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November 18, 2008

Endeavour launch countdown is "Blog Heaven"

Posted: 10:57 AM ET

Dozens of bloggers kept their thoughts flowing during the countdown to the launch of Endeavour on Friday. Only one person did it from Firing Room 3 of the Launch Control Center at the Kennedy Space Center.

Steve Siceloff in the Firing Room the day before the launch of STS-126. His Endeavour launch blog Friday was the first written from this nerve center of the countdown. NASA photo

“It’s a great environment. The only better seat would be on the shuttle itself,” said Steve Siceloff, public affairs web writer at KSC.

Bloggers around the world got much of their countdown information from Launch Commentator Candrea Thomas on NASA TV.

Siceloff had a lot more raw information to process.

“I’m listening to eight different audio loops. That takes some training of its own,” he said.

The rocket scientists talking on all those other channels are monitoring the orbiter, three main engines, an external fuel tank, two solid rocket boosters, and oh, a couple million other parts.

So what’s the atmosphere in the firing room?

“It’s actually very calm. Everybody’s into their books and into their own world. They’ve all got headsets on so they don’t talk loudly,” he said.

Siceloff, who says he’s been a space geek since he was a kid, used to cover NASA for the Fort Pierce Tribune and Florida Today.

He’s been blogging, writing and producing for the NASA web pages for a year and a half.

Endeavour’s launch blog got underway at 2:30pm. For the most part, it was a very quiet countdown.

“The launch team is working no technical issues” was a very common refrain on NASA TV.

But about 15 minutes before the scheduled 7:55pm eastern launch, we “civilians” in the NASA press room suddenly displayed the loud, rough, somewhat chaotic personality of most newsrooms.

There were a few words on NASA TV about a technical issue. Something about a door not being latched.

After miles of checklists and a near flawless countdown, could an open door stop this launch?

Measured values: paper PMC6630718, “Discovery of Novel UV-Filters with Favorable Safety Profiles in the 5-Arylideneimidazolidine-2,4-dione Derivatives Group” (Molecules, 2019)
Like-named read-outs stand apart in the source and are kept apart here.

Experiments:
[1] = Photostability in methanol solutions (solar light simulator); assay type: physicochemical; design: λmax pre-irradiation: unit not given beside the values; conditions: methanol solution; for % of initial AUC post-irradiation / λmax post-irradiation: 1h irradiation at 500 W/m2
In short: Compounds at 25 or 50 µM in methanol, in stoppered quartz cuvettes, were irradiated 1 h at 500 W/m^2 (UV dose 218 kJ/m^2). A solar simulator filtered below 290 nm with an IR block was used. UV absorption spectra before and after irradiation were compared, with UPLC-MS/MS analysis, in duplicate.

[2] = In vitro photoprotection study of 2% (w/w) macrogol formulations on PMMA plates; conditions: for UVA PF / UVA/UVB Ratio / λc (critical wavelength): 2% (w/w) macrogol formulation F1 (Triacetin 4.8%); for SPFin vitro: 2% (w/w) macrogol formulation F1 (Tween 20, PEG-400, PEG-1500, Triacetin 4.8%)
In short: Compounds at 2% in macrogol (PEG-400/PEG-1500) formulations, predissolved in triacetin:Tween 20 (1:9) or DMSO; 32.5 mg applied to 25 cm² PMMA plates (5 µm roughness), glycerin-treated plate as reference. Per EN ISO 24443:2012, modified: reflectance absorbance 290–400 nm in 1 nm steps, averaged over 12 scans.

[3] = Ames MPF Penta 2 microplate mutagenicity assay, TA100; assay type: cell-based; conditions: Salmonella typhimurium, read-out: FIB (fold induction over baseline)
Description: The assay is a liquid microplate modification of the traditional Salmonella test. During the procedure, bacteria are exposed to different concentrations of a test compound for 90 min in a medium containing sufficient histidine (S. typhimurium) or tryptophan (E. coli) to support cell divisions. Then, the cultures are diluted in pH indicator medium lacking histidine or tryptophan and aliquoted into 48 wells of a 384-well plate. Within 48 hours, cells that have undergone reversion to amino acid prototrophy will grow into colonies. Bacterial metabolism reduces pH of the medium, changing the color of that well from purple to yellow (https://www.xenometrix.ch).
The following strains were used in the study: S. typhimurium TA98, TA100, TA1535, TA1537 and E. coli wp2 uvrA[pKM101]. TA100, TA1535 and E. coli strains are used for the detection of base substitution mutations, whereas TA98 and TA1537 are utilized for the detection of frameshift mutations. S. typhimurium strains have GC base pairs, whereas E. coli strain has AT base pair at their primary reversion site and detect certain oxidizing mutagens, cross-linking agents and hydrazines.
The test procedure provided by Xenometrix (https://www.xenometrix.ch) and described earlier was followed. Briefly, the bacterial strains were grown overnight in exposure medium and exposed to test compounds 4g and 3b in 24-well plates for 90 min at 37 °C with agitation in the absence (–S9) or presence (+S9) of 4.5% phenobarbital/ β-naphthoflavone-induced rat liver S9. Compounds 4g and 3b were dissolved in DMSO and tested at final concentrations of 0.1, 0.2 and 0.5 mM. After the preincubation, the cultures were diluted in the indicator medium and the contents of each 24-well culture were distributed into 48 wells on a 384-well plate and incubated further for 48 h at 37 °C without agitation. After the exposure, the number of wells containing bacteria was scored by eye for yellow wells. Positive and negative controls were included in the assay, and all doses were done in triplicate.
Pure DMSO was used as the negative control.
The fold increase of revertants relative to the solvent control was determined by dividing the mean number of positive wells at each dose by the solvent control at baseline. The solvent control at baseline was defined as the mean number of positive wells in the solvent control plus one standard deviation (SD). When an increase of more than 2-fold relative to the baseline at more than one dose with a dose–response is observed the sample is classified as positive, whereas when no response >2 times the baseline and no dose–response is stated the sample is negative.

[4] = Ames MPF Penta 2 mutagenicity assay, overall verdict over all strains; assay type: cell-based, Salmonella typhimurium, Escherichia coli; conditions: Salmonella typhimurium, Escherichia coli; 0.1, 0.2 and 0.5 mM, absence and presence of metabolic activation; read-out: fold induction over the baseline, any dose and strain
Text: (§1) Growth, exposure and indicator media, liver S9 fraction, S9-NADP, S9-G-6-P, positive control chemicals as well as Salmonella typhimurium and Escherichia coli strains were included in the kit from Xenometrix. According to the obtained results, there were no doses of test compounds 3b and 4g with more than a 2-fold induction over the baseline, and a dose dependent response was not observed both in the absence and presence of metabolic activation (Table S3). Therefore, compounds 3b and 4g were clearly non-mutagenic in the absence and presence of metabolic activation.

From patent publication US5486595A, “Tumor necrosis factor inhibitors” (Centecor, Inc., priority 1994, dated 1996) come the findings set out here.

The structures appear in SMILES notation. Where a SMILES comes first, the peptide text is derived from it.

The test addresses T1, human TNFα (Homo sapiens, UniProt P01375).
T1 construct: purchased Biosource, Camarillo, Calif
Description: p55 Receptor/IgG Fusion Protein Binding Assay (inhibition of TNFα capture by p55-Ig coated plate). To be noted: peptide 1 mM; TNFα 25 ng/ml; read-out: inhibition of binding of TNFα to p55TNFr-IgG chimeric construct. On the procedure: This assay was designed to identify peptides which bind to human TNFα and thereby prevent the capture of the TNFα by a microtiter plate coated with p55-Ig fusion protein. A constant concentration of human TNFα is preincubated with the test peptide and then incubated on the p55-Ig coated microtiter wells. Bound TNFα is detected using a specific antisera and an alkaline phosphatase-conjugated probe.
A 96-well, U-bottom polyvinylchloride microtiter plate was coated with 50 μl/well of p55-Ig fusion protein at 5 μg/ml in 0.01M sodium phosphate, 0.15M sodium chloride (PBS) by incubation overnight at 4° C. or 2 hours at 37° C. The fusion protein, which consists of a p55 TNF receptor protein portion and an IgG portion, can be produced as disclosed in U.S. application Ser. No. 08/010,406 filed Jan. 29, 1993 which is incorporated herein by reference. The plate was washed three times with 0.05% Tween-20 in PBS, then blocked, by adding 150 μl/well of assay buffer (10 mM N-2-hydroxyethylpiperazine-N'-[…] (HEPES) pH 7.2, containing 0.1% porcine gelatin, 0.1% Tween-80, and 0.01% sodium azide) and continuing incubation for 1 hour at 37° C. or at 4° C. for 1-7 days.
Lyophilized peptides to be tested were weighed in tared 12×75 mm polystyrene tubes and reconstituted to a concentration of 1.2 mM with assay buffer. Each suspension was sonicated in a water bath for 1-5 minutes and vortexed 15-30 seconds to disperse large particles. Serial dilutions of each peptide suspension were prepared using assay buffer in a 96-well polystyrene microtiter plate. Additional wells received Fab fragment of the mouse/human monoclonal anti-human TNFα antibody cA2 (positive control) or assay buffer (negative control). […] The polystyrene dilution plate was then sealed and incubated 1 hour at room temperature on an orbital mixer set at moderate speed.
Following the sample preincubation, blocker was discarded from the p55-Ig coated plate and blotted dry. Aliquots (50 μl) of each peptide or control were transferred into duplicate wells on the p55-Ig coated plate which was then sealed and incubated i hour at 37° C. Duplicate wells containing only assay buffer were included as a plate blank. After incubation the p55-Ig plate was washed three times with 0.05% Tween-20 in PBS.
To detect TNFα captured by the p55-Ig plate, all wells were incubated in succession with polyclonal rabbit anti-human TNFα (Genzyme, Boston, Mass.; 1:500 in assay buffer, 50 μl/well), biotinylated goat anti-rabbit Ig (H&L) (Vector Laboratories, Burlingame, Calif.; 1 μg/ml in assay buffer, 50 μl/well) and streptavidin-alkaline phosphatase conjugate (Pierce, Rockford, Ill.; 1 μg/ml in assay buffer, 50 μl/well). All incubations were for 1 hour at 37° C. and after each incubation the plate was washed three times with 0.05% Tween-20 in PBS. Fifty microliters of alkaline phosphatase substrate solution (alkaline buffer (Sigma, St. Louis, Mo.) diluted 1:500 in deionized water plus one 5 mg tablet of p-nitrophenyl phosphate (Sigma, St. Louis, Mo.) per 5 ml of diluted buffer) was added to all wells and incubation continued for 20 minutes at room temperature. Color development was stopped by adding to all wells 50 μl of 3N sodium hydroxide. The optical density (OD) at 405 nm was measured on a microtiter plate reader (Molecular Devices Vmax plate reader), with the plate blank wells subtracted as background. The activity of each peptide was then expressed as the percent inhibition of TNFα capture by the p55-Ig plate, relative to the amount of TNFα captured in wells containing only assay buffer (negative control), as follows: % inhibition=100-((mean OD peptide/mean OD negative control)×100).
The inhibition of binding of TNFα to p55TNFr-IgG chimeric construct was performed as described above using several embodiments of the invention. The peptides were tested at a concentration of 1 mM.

Here’s how Siceloff handled that first flare of a problem on the launch blog:

7:40 p.m. – Launch controllers are discussing a potential issue with a door in the White Room. There is concern whether the door has been pinned back. The door in question is not on Endeavour.

(The White Room is an environmental chamber that mates with the orbiter, where the Closeout Crew assists the astronauts in boarding and getting strapped into their seats on the shuttle.)

While scores of us in the press room were on the phone with our editors with a “Danger Will Robinson… this COULD be a showstopper” tone in our voices, Siceloff said the scene was far more serene in the Firing Room.

“It was very calm, very confident, very thorough. I never heard anyone on a loop sound excited,” said Siceloff. His next entry:

7:46 p.m. – T-9 minutes and counting . . . Launch controllers have cleared the door issue, saying it does not pose a hazard to Endeavour as it climbs away from the launch pad. All launch teams are go for launch.

So do rocket scientists ever get excited?

“When the shuttle clears the tower, there’s a whole lot of clapping,” said Siceloff.

And yes, said Siceloff, the stuff they say about rocket scientists is true.

“They really are the smartest people in the world,” he said.

By Marsha Walton, CNN Science and Technology Producer

Filed under: NASA • Space


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jim davies   November 19th, 2008 1:08 am ET

sure would like to know why that tool bag wasn't tethered? what did that cost the tax payers? I have worked on high steel structures. dropping your tools would get you fired!


Nick Smith   November 19th, 2008 1:11 am ET

NASA'd better make that female astronaut pay for that lost tool bag.
I hope they were smart enough to make her sign for it before they let her take it outside!


Franko   November 19th, 2008 2:14 am ET

CERN invented the TCP/IP intranets
Blogging is built on that - Not a NASA program spinoff

We need a NASA invention, a recent spinoff, technological transfer.
To justify government sponsored tourists to the edge of Heaven

A research project, on the velocity profile of orbiting spitballs
Would be education relevant


spacewriter   November 20th, 2008 1:53 pm ET

Guys, astronauts (guys mostly) have been losing things on orbit since the first flights. Your misogyny is showing.


Franko   November 20th, 2008 9:38 pm ET

Good public relations to have women do space walks
But, would you let your girlfriend lubricate a joint in space ?

Cannot get metric, slugs, or climate prediction right.
Now, NASA wants a woman to do a man's job ?


vj   November 22nd, 2008 2:10 pm ET

Could the "meteor" that fell in Canada recently have been the lost toolkit that floated away from the shuttle's astronaut?


Huero   November 26th, 2008 11:38 am ET

Our nation is on the skids. Simultaneously, we are dumping taxpayer dollars into the great void. Such practices are deserving of a great big, "Deet-De-Dee" from Carlos Mencia ......and the rest of us.. The benefits of space exploration matter little to dying factory towns and an economy that may soon reach a point at which NASA will no longer be affordable..
America is lagging in its priorities......................


casey jones   November 28th, 2008 11:57 am ET

to bad she didn't have a shephards crook handy. need to have NASA install spiderman web type things on them suits.


Franko   November 30th, 2008 4:19 am ET

Genetics is destiny
A Woman's destiny is also top priority in space
Dropping things, a hankerchief, from a handbag, is an invitation ?


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